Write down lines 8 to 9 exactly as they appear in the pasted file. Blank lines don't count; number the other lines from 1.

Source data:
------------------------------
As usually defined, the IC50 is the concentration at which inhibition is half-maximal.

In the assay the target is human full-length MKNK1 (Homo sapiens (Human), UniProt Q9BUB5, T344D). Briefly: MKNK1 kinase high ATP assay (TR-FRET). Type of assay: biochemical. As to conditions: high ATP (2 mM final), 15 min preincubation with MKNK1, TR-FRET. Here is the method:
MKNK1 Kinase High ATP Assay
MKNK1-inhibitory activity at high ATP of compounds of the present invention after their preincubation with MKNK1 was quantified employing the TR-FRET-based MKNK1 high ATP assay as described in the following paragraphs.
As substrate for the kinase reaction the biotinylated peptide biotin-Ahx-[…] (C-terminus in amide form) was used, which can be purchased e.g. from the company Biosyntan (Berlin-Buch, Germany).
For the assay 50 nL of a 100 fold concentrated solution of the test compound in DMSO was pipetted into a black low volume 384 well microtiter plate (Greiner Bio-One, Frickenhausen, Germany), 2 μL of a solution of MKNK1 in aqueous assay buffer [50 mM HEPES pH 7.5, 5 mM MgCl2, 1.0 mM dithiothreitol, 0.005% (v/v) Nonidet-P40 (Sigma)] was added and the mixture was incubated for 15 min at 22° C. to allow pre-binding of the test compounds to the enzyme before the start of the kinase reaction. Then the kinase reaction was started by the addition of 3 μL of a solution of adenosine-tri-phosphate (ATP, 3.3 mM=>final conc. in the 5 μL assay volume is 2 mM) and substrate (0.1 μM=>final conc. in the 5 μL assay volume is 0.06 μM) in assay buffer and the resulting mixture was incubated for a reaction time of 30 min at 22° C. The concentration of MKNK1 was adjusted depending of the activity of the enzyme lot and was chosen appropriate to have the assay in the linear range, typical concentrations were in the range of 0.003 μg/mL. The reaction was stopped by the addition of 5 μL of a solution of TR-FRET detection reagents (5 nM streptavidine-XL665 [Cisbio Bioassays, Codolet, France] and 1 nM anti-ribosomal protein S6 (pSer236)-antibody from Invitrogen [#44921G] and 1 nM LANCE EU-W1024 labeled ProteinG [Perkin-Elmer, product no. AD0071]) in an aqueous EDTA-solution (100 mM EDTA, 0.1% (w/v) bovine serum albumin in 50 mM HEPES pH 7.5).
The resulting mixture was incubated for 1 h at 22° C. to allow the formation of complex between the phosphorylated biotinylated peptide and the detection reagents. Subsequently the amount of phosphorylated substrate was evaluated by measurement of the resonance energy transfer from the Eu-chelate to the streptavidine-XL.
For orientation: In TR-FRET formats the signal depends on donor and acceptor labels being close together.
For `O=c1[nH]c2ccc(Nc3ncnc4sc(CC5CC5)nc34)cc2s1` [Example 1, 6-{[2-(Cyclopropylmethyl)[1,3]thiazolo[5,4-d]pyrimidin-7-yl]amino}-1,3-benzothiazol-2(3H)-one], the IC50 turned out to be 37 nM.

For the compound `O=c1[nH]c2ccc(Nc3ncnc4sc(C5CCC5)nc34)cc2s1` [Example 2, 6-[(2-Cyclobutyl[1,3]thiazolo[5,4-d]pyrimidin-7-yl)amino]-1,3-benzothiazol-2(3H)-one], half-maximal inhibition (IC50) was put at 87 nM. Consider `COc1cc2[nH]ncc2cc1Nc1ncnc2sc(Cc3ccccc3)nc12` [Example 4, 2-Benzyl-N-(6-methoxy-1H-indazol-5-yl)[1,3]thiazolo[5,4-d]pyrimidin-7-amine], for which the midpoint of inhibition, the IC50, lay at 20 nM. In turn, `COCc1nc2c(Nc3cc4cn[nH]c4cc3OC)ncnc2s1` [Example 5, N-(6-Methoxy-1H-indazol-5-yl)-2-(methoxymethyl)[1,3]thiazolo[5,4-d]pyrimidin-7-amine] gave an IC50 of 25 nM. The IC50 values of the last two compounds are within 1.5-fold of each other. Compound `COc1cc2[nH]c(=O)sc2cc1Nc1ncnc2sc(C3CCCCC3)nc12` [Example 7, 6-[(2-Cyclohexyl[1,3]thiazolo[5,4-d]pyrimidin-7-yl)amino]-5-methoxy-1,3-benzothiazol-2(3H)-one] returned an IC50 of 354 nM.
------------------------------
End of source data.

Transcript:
For orientation: In TR-FRET formats the signal depends on donor and acceptor labels being close together.
For `O=c1[nH]c2ccc(Nc3ncnc4sc(CC5CC5)nc34)cc2s1` [Example 1, 6-{[2-(Cyclopropylmethyl)[1,3]thiazolo[5,4-d]pyrimidin-7-yl]amino}-1,3-benzothiazol-2(3H)-one], the IC50 turned out to be 37 nM.